While I have looked at other philosophies, Humanism seems to have a major claim as to who I am, but it is by no means the end. I have looked at a similar branching philosophies such as; Personism, Religious Humanism, and Secular Humanism, – branching beliefs of Humanism that transcends species or the traditional views on life. I do believe in some of the principles such as artificial life and aliens enjoying the same rights we would want for ourselves (assuming they themselves have the same mentality and eagerness to respect life regardless of it’s origins) and ensuring that any state government and most if not all aspects of everyday life are free from any religious influence. Not that I would either condemn anyone or their right to believe in a faith or follow a peace based religion. I just don’t like the thought that religion influences my life, as much as it currently has done so already, or will do.
About Religious Humanism. (etx)
“We embrace the best aspects of religious congregations while rejecting all supernatural agencies and the traditional, hierarchical, dogmatic and creedal religions.”
UU Humanist Association (2014)
The question is can we pick and chose how we apply something like Humanism? The pain full answer is yes – and with it makes the Humanist ideal a double edged sword, the immediate example of Personism is, what is the cut off point we apply this too? Who gets to decide what does and doesn’t deserve the same level of equality as us mere humans? I would love to see our planet one day filled with aliens and artificial intelligence of like minded individuals. People given the same rights as everyone else despite their origins or attributes, much like a world featured in the popular cartoon series – Futurama. Or a more utopian version such as the one in the more scientifically based fictional series – Star-trek.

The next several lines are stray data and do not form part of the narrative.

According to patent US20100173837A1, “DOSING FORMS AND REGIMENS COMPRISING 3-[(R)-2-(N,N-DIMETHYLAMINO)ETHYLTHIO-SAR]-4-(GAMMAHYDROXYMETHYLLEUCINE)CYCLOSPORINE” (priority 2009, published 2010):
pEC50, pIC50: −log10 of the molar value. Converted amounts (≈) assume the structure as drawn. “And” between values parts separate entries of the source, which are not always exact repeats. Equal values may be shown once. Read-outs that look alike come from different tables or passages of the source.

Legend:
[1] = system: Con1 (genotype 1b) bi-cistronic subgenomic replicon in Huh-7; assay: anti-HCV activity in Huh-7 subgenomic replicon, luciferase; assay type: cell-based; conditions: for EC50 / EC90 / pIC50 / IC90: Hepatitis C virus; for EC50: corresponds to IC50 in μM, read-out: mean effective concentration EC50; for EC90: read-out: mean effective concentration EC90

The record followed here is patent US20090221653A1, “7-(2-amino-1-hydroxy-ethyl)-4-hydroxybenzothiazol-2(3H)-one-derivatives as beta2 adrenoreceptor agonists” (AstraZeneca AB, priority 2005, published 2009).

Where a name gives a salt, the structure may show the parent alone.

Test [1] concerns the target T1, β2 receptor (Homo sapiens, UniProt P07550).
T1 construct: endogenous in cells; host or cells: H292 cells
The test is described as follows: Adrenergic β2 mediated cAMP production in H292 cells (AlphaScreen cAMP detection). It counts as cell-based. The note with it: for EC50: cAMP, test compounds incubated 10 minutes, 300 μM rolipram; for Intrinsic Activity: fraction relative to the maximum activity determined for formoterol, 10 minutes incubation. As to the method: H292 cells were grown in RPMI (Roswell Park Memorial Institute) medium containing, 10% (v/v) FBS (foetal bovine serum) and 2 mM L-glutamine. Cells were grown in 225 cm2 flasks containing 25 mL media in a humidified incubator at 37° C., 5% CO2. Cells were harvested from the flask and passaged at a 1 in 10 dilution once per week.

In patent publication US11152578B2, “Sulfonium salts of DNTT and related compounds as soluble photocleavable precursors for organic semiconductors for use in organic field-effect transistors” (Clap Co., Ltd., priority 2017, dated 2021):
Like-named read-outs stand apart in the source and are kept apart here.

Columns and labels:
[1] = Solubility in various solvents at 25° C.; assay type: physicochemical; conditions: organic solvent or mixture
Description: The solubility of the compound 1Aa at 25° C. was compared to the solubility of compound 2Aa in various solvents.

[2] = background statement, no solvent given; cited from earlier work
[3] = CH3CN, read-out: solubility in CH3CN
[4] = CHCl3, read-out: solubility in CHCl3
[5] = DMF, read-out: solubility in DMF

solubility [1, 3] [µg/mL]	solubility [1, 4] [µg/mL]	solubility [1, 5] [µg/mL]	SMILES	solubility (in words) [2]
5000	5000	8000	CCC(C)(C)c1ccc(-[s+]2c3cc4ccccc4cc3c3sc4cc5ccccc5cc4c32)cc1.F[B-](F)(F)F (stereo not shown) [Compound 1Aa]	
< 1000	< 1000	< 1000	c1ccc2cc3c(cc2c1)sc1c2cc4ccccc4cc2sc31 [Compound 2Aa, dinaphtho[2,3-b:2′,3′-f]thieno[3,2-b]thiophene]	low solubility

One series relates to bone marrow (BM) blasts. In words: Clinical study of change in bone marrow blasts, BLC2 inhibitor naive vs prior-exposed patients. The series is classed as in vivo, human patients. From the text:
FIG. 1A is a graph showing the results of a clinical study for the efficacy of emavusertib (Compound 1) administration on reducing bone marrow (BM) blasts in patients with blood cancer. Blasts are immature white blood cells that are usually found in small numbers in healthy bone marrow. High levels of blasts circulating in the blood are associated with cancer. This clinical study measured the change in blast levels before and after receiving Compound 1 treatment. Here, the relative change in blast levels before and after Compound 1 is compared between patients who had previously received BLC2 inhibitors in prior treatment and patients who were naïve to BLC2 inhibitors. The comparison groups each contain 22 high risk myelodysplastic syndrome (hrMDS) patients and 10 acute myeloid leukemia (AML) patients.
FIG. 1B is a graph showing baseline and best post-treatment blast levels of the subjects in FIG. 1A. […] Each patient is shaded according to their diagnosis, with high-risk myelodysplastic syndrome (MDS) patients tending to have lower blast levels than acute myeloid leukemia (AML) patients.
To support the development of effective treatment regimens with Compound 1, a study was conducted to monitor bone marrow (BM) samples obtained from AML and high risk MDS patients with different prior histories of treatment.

“Personism states that being human does not give one exclusive claim to moral rights.”
“Personism is an ethical philosophy of personhood as typified by the thought of the preference utilitarian philosopher Peter Singer”
A Wikipedia entry.
(I am aware that Wikipedia isn’t the best site to quote from but this post isn’t being assessed formally – hence again no reference.)
Taking Humanism Beyond Speciesism. (etx)
“Why should we ground values in the welfare of human beings rather than in the welfare of all beings capable of having a welfare at all?”
Peter Singer (2004)
The reason is not because I think a world filled with aliens and A.I based androids would be cool (even though I think it would), or for any other frivolous reason, but because it would show that we as humans have transcended the segregation that exists pretty much everywhere. For example; I find the thought of a AI/artificial based slave abhorrent, just I do with a human slave. The notion that humans are the only species of intelligent-sapient life in the universe to me is also ridiculous and dangerously arrogant.
That Human based racism/speciesism/ageism/sexism/add-something-else-with-ism or discrimination against others because of [Insert backwards reason here.], like that towards those of the LBGTQAI community for example and of which I am a twice member of: Are concepts that should only found in old text books highlighting how awful we have been towards each other.
I will concede that there isn’t any concrete evidence as yet to support the idea of alien life thus far, but considering we already exist among the billions of stars and planets in our one galaxy. Odds are we aren’t alone and aliens just have the better sense to leave “us” alone until we grow beyond our current mentality.
Secular Humanism Defined. (etx)
“As a secular lifestance, secular humanism incorporates the Enlightenment principle of individualism, which celebrates emancipating the individual from traditional controls by family, church, and state, increasingly empowering each of us to set the terms of his or her own life.”
Council for Secular Humanism (2014)